Op-Ed: Local Hospital Board And Administration: Are They Our Advocates? By Dr. Eva Smorzaniuk

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The Editors Opinion in the April 11 issue of the Star Democrat rightfully concludes that public trust in the University of Maryland Medical System (UMMS) and UMMS Shore Regional Health (UMMS SRH) has been damaged, and that a full and independent investigation of both of these boards and hospital administrations is essential. Taxpayers deserve to know the extent of self-dealing on the boards, as well as the level of administrative complicity in the self-dealing.

A brief perusal of SRH Board members reveals occupations including health care consultants, healthcare providers, insurance brokers and underwriters, lawyer, lobbyist, wealth manager, and banker.  In addition to Mr. Dillon, there is another local member with a contractual relationship with the hospital. It would be nice to know if the contract between Wayne L. Gardner, Sr., previous owner of BestCare ambulance services, is legal and ethical, and that no other financial ties exist among Board members.

There is a larger and more critical issue that faces our community – have our local hospital Board and hospital administration been our advocates?  The promise of a new hospital that was dangled in front of our Board in 2006 has yet to materialize. Despite the fact that our local hospital is part of UMMS, which has been increasingly profitable over the last few years, it has faced almost annual budget cuts, constriction of services, and a frustrating work environment.  Meanwhile, we see UMMS, with a profit of nearly $5 billion in FY 2018, that can afford to pay its CEO in excess of $4.2 million, and gave out $2.7 million in bonuses to seven top executives in 2017.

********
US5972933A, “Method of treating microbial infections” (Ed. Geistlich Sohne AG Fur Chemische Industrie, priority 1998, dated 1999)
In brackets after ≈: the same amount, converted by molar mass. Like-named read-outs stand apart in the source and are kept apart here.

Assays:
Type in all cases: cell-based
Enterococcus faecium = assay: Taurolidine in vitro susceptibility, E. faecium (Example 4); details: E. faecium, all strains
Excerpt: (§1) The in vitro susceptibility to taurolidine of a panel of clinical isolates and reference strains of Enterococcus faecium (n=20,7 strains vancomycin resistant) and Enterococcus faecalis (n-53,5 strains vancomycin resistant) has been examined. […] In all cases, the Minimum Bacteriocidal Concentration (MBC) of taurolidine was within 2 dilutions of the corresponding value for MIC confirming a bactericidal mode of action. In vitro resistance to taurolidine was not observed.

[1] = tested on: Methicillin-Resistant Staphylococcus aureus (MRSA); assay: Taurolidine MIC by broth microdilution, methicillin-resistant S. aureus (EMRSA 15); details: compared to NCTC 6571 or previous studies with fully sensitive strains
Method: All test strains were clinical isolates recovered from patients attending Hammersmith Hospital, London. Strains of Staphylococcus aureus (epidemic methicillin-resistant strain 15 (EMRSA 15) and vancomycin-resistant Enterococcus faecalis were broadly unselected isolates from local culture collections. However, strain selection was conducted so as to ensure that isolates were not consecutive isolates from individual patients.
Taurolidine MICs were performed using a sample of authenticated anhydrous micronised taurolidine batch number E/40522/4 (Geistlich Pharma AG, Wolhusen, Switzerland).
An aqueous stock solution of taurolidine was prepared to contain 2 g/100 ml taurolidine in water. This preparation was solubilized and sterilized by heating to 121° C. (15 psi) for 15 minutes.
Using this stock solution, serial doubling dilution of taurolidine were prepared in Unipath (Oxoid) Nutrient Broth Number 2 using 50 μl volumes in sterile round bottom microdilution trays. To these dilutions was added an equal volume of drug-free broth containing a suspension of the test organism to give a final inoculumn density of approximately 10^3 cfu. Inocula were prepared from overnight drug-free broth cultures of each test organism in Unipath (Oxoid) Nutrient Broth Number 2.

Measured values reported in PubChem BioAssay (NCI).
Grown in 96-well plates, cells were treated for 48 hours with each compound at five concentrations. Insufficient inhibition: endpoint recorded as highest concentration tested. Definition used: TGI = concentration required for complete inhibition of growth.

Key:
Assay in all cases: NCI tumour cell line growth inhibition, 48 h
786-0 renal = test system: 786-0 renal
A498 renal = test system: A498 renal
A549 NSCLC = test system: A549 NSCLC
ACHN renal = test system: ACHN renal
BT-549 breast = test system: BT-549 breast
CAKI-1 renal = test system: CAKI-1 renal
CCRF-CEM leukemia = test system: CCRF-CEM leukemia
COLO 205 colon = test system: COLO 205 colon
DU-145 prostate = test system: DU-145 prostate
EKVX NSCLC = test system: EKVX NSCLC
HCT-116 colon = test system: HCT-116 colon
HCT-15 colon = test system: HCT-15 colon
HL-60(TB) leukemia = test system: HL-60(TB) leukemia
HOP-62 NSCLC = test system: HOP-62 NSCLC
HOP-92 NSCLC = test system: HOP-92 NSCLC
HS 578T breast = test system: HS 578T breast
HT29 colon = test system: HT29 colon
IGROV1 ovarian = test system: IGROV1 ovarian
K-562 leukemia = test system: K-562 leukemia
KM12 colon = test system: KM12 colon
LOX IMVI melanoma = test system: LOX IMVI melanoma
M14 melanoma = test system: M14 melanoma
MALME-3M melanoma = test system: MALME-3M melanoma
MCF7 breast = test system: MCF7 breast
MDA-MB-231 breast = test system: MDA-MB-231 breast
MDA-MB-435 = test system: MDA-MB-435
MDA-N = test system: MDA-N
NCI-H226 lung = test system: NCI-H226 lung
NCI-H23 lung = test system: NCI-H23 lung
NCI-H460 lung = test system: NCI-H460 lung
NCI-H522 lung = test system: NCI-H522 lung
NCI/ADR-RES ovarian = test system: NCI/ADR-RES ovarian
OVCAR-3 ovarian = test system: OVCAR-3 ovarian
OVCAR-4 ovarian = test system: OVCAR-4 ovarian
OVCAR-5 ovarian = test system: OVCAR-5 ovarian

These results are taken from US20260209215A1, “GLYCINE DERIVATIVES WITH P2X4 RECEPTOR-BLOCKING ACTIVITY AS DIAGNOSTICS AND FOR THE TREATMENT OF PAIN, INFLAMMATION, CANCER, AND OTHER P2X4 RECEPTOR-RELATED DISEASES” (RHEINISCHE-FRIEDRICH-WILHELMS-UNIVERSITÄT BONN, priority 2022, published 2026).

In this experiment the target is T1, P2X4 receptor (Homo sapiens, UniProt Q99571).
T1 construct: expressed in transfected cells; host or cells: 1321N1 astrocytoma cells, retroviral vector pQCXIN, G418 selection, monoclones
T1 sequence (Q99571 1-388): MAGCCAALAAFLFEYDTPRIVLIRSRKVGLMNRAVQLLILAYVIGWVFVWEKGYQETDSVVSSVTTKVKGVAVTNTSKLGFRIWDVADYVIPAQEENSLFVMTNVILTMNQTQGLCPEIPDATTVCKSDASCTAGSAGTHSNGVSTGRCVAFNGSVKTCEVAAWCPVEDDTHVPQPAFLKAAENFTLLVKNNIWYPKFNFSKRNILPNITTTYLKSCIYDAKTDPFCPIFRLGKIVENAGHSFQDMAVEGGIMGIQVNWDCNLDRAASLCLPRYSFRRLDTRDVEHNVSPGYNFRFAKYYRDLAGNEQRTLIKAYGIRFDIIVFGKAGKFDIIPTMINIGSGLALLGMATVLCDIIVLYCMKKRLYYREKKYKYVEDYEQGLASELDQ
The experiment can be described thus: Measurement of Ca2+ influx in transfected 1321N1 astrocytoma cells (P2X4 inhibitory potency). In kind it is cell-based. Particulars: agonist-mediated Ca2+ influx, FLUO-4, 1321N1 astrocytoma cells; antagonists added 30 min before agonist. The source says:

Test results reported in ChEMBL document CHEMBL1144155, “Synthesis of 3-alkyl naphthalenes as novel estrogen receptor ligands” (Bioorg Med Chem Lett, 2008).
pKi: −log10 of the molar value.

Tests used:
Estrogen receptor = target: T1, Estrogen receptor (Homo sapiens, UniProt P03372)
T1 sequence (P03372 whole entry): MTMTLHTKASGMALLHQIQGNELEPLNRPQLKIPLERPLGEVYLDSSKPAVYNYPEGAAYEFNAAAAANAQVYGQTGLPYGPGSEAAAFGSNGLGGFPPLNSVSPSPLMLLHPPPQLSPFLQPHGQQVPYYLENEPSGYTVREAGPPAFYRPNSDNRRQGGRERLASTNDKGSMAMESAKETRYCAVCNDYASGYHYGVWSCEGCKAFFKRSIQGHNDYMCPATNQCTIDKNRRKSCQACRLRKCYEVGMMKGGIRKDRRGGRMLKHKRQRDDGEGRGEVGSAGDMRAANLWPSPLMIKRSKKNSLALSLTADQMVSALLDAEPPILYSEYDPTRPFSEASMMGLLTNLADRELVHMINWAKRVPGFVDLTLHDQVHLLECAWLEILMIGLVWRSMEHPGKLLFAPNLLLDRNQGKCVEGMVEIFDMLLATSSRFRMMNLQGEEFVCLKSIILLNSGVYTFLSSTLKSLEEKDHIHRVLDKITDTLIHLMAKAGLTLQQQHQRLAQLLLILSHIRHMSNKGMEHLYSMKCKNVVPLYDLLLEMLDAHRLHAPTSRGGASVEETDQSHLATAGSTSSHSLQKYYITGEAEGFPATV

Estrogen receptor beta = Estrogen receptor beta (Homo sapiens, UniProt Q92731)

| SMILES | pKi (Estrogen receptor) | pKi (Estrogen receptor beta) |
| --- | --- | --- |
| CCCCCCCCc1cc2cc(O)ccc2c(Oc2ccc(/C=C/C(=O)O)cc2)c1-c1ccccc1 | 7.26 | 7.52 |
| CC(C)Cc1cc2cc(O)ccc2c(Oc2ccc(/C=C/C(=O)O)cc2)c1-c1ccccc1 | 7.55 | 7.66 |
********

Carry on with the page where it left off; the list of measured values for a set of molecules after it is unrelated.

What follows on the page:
Many of the myriad medical facilities under the UMMS umbrella have had construction/renovation plans either completed or in the planning stages.  To name just a few:

  1. An addition to UMMC in Baltimore for over $85 million completed in 2013.
  2. Plans for a $543 million 205 bed hospital for UM Capital Region (acquired in 2017).
  3. Plans for a $100 million renovation of UM St. Joseph’s Medical Center (acquired 2012).
  4. Plans for a new UM Upper Chesapeake (acquired in 2013) for $54 million.
  5. And then there’s us (acquired 2006) – $350 million for a new hospital.

My bet is that we will continue to be the neglected stepchildren across the bridge.

Our community needs a local hospital Board and administration with courage, commitment, and perseverance, that can function independently and stand up for quality care on the Eastern Shore. Their priority must be the patients, and not the profitability of UMMS.

I urge readers to talk to the doctors, nurses, and other staff,  at UMMS SRH facilities and hear their frustrations, as well as their ideas for how it could be better. I urge you to contact officials at UMMS, as well as your elected officials, and tell them you want a robust, state-of-the-art health care delivery system, one that is responsive to the needs of the patients and engages its workforce in its mission.

I also urge local elected officials, including the Easton Town Council, the Talbot County Council, as well as our state legislators, to put pressure on UMMS for a full and independent investigation, and to demand more local control of our hospital board and administration.

Dr. Eva Smorzaniuk is a radiologist in Easton, Maryland and is affiliated with multiple hospitals in the area, including University of Maryland Shore Medical Center at Chestertown and University of Maryland Shore Medical Center at Dorchester. 

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Letters to Editor

  1. Susan De Simone says

    Thank you Dr. Smorzaniuk for your courageous and eye-opening letter. We citizens must indeed persevere until our hospital
    (the one UMMS acquired from us at no cost) is treated as the rural health center it should be, serving a deserving community.

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